After slumping sales and a failure to compete effectively in the consumer space in light of stiff competition from newer mobile OSes such as Apple’s iOS and devices running Google’s Android operating system, Research in Motion had announced that it will be exiting the consumer space. In effect, RIM will be returning back to its roots and focus on the enterprise and corporate market, though it’s unclear how that strategy will play out considering today’s ‘consumerization of IT’ and more open IT environments that are accepting of Android and iOS.
According to new CEO Thorstein Heins, RIM will be focusing on its strengths in the enterprise space now: “We plan to refocus on the enterprise business and capitalize on our leading position in this segment. We believe that BlackBerry cannot succeed if we tried to be everybody’s darling and all things to all people. Therefore, we plan to build on our strength.”
With recent BlackBerry releases, RIM was attempting to make in-roads in the consumer space, by adding touch screens, new touchscreen-only form factor that debuted with the BlackBerry Storm, better cameras, and a push for messaging with BBM services.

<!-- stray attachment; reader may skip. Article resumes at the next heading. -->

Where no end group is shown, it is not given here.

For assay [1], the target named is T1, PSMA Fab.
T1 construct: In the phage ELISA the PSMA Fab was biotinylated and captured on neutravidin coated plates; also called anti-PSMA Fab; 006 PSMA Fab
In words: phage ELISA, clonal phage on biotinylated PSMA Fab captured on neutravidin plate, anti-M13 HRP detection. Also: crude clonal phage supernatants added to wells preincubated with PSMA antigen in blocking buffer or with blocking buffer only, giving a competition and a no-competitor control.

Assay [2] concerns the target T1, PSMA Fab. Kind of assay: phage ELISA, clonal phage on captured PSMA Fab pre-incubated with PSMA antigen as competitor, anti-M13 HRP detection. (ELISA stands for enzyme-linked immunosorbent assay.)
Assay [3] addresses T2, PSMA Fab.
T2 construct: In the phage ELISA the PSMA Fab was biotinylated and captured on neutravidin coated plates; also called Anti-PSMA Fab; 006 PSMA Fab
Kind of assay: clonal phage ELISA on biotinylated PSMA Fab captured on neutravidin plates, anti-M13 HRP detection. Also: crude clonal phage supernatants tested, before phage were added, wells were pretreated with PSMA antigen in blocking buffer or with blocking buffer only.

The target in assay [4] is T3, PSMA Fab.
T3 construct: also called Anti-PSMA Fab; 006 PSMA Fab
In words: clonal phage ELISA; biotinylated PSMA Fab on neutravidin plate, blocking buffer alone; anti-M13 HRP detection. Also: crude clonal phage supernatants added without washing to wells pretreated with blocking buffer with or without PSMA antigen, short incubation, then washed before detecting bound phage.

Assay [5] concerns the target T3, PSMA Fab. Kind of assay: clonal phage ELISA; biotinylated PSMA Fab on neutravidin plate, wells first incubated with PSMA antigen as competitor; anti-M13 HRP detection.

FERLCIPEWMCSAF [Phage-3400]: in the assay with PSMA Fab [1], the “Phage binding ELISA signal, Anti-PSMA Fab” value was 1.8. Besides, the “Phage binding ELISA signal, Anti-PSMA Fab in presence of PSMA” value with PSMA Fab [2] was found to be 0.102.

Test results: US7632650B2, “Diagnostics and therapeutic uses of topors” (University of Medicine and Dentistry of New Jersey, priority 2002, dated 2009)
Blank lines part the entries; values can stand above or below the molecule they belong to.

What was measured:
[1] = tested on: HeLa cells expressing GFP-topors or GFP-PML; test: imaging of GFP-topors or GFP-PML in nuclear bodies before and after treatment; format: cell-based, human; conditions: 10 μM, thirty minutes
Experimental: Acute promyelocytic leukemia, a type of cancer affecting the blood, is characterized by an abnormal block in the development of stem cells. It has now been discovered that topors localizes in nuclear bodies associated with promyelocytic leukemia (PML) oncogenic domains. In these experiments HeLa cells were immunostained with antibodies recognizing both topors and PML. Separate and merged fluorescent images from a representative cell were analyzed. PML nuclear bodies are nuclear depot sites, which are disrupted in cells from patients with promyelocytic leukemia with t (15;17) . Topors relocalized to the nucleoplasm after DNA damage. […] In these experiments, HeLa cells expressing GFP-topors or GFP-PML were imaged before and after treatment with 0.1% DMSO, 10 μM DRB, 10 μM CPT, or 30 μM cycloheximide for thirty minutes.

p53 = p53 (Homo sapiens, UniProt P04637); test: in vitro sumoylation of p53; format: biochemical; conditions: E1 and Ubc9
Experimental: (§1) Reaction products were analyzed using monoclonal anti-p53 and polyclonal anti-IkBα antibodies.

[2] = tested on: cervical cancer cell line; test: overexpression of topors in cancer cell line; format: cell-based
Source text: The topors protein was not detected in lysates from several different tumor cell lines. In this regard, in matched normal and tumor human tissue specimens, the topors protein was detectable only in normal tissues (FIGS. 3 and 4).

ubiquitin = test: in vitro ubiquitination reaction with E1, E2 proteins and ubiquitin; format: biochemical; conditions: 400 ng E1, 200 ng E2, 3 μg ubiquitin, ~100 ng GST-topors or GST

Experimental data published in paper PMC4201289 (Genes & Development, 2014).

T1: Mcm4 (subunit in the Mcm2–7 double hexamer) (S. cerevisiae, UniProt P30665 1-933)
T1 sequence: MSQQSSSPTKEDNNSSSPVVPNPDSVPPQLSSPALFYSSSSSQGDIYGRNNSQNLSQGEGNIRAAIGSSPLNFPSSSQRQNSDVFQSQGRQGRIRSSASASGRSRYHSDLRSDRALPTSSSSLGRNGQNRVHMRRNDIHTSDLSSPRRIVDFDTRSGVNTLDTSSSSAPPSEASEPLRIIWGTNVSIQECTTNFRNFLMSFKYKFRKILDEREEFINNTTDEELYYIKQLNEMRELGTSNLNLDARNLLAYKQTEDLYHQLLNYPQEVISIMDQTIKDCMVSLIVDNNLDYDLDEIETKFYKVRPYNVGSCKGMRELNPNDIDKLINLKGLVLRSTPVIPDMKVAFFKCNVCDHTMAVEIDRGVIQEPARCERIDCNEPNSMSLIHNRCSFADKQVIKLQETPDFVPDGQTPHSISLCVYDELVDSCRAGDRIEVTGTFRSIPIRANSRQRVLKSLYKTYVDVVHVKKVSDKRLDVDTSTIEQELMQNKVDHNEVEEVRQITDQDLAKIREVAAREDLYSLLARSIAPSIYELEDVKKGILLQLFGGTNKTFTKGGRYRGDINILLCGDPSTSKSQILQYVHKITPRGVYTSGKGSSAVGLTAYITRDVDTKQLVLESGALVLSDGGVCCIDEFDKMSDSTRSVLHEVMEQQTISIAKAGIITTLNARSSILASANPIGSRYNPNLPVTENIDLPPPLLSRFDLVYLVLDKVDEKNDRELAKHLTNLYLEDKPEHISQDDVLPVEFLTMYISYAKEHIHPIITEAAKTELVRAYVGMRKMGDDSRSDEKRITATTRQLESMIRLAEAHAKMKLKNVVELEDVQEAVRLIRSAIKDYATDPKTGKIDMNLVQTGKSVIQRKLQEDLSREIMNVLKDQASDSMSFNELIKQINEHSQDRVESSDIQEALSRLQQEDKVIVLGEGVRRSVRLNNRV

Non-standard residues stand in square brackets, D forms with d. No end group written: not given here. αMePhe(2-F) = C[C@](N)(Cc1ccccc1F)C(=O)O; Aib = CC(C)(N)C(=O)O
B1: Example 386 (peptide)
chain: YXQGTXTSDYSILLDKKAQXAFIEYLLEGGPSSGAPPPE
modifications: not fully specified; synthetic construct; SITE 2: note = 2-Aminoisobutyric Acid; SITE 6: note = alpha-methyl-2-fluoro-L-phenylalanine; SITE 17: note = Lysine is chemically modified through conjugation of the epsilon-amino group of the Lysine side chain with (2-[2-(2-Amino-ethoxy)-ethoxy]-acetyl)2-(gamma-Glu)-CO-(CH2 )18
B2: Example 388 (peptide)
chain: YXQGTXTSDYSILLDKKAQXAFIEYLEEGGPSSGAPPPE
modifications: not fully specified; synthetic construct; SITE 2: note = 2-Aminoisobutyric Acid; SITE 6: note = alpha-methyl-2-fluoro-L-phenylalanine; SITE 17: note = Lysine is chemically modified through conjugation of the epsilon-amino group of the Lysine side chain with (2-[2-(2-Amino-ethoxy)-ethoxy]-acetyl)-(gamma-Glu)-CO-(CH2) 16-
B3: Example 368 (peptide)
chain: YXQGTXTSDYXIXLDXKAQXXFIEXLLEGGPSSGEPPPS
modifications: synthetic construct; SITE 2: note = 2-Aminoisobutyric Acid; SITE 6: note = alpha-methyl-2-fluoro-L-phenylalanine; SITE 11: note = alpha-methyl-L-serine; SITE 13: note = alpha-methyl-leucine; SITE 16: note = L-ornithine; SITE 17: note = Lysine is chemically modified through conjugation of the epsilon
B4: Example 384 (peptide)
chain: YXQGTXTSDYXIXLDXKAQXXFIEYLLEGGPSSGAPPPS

However, in the consumer space, RIM’s device requires either a BlackBerry Enterprise Server or provisioning on the carrier side with BlackBerry Internet Services. As such, you cannot merely pop in a normal voice and data SIM card on a traditional smartphone and have it work on a BlackBerry smartphone. And RIM is in the business of selling these expensive BlackBerry servers.
With the PlayBook tablet recently gaining POP email access, we’re seeing a dilution of RIM’s core business strength with its servers as the PlayBook does not need a special or dedicated server or service to access emails, calendars, and contacts. I would argue that the reason why the PlayBook did not come with an email client out of the box is because RIM was unwilling to sacrifice sales of expensive server equipment to create a consumer-grade tablet. The tablet itself is the commodity while the value that RIM is trying to drive to customers is the secure server environment.
It appears that RIM may be more keen on preserving its core server business and that may be one reason why it’s deciding to forego the consumer market.